A safe place, decent work, and an atmosphere of prayer help former prostitutes in Argentina
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For the past 10 years, Sister Monica Astorga, a Discalced Carmelite in the central Argentine city of Neuquen, has helped a group of transvestites and transsexuals who decided to give up prostitution and addictions to alcohol and drugs. She has started them on the path of recovery and reintegration into society.
It began in 2005, when a transvestite named Romina showed up at her Carmel. Romina had tried to make a donation to a local parish, Our Lady of Lourdes, but when the parish found out that the money came from prostitution, the matter was referred to the nun.
Sister Monica talked for an hour with the Romina, who felt inspired to bring friends to the convent.
A few days later, these friends did come; they prayed together and shared their experiences and sorrows—especially, the religious said, from the years where they were abused as children.
“We went to pray and afterwards, I asked them, ‘What are your dreams?’ because a person without dreams doesn’t have a life. They told me that they wanted to become hairdressers or cooks and have their own business. But one group member named Katty told me that she wanted to have a clean bed to die in. “Why? Because the average age of a transgendered person is about 40 years,” the religious said.
At that point, the nun heard a calling and decided to get down to work. She contacted Caritas in Neuquen and Bishop Virginio Bressanelli and opened a hair salon and a dressmaking cooperative. A home was renovated as a residence.
“It was thought that the house would be a place for them to die in, but that was too upsetting,” Sister Monica said. “So we decided to make it a meeting place, and I asked the bishop if I could use it as a sewing workshop.”
Katty, who wanted a clean bed to die, now leads the meetings and the sewing courses and hosts more transsexuals and transvestites from the streets.
“We have a monthly meeting. Seeing them praying for peace and joy and other things is something you have to see to believe. You will see that you are dealing with human beings, not animals, as some people sometimes treat them. For me it is very rewarding to see them pray. I believe my level of prayer cannot be compared with theirs.
She continued: “In the beginning, they couldn’t even speak because they were used to fighting. In the past, they competed to get the best places on the street, and they also saw younger ones coming. Now it’s different. They can converse and instead of gathering to drink and use drugs or talk about clients, there is dialogue. They converse quietly. This is a life for them.”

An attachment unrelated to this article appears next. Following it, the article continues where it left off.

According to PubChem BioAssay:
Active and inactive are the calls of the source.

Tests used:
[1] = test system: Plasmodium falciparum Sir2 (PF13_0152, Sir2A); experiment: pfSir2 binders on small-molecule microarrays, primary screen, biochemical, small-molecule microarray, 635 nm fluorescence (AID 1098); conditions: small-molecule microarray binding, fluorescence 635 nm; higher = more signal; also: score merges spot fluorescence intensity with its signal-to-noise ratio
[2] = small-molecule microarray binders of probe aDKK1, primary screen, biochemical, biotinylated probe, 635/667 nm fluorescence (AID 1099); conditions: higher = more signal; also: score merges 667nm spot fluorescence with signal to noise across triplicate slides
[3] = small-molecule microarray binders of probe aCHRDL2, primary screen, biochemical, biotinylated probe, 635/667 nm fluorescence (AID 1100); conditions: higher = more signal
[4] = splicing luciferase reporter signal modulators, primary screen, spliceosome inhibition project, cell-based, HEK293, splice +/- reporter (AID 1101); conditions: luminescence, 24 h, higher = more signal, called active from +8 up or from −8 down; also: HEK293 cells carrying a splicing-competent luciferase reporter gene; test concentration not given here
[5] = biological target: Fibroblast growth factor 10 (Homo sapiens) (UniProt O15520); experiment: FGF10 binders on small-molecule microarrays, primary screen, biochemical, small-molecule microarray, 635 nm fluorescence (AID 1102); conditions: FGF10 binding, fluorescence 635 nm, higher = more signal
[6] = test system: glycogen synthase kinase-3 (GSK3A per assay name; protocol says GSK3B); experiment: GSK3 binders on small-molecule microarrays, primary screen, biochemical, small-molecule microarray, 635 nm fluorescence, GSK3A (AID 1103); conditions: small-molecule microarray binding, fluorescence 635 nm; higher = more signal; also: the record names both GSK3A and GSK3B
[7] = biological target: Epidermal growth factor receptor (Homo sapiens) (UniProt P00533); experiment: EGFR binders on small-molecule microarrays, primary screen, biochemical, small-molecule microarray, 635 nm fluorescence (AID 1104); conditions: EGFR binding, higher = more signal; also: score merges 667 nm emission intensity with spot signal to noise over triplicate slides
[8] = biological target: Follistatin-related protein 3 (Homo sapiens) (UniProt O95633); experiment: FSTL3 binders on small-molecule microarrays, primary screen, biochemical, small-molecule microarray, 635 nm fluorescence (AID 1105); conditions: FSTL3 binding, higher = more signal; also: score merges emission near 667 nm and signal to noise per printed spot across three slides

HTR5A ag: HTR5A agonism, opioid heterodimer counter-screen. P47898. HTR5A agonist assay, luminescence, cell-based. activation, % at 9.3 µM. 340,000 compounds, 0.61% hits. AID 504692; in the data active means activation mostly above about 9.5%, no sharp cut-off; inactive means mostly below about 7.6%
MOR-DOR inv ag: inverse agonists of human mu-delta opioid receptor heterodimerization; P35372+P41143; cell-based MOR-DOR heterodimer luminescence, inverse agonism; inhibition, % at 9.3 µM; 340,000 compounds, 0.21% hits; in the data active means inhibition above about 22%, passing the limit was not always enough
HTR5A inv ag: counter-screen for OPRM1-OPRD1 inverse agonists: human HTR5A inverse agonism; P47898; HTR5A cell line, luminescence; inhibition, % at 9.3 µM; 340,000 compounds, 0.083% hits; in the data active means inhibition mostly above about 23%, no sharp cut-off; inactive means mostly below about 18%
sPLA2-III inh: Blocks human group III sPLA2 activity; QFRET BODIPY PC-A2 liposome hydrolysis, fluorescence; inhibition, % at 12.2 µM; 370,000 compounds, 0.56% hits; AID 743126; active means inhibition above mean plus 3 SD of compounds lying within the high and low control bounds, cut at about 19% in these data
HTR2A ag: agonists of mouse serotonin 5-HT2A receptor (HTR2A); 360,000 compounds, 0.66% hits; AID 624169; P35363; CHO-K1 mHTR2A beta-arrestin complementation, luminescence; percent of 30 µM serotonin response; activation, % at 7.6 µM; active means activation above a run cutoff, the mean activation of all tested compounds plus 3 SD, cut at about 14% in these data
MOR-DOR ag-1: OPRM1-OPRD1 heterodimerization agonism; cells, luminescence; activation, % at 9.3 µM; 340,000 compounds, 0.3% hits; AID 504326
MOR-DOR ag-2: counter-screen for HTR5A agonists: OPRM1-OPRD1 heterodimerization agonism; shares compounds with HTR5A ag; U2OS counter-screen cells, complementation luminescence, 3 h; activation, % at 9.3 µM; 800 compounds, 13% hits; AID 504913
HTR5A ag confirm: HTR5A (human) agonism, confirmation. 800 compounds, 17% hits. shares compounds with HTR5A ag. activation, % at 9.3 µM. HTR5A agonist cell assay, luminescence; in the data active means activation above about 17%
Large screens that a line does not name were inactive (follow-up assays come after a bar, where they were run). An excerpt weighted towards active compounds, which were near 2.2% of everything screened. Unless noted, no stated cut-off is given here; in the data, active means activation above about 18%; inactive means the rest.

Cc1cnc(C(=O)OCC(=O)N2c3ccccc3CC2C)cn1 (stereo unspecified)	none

“I do this out of faith,” Sister Monica said. “I try to introduce God into their lives, that they may feel loved by God. I help them feel loved by Jesus, to see him as a friend who loves them as they are,” continued.
But the work has been full of obstacles, she said. “People asked me why there were transgendered people in church. I told them the Church is for everyone. Who was Jesus with? With sinners. What is important here is that they live in dignity, so they don’t have to sleep on the street in cold temperatures—even below zero. What I offer them is a space for prayer and to find a way to work, and the rest is for the judgment of God, which I know is so merciful.”
But the work over the years has also left Sister Monica with plenty of stories, such as Romina, the first who came to her. “She told me she felt a fight against the devil, because she was working in the hair salon, but sometimes she felt the desire to go look for another man, but she said when she felt that temptation she always asked Our Lady to help him. Another told me about taking a drink of holy water to go against the temptations. These are very strong testimonies that Jesus surely encountered when he was with prostitutes and sinners.”
According to the nun, Pope Francis, the former Archbishop of Buenos Aires, knows about the work she does, and this gives her the strength she needs to continue. “In a letter, he asked me to ‘not abandon this leadership the Lord has given you’. He offered his help for what I need.”
When Archbishop Jorge Mario Bergoglio was elected Pope, Sister Monica sent greetings to the new Bishop of Rome from herself and her “girls.”
“He responded saying that he doesn’t judge them and he loves them and may they know that Jesus and Mary love them so much,” she said.
The nun wishes that society would be conscious of the pain these people feel. She tells people that they might have family members who are homosexual. “I ask you to receive them with the love they deserve. Do not reject them because in some cases that could send them into prostitution. All this can be avoided with the support of the families.”
This article appeared on the website of Aleteia’s Spanish edition and comes from the Argentine Catholic Information Agency.